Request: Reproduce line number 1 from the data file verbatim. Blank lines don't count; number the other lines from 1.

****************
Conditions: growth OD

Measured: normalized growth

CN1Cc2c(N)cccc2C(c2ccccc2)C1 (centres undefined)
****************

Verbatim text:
Conditions: growth OD